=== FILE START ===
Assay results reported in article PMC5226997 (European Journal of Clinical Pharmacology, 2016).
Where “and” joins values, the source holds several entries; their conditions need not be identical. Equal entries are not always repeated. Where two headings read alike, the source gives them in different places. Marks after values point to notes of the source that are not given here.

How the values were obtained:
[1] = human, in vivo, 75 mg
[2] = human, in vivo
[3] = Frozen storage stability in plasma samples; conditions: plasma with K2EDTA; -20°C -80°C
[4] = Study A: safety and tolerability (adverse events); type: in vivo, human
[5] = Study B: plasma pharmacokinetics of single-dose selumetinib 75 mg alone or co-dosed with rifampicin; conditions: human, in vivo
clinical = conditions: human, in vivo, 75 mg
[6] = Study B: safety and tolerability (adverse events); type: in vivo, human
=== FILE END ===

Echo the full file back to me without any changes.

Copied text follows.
Assay results reported in article PMC5226997 (European Journal of Clinical Pharmacology, 2016).
Where “and” joins values, the source holds several entries; their conditions need not be identical. Equal entries are not always repeated. Where two headings read alike, the source gives them in different places. Marks after values point to notes of the source that are not given here.

How the values were obtained:
[1] = human, in vivo, 75 mg
[2] = human, in vivo
[3] = Frozen storage stability in plasma samples; conditions: plasma with K2EDTA; -20°C -80°C
[4] = Study A: safety and tolerability (adverse events); type: in vivo, human
[5] = Study B: plasma pharmacokinetics of single-dose selumetinib 75 mg alone or co-dosed with rifampicin; conditions: human, in vivo
clinical = conditions: human, in vivo, 75 mg
[6] = Study B: safety and tolerability (adverse events); type: in vivo, human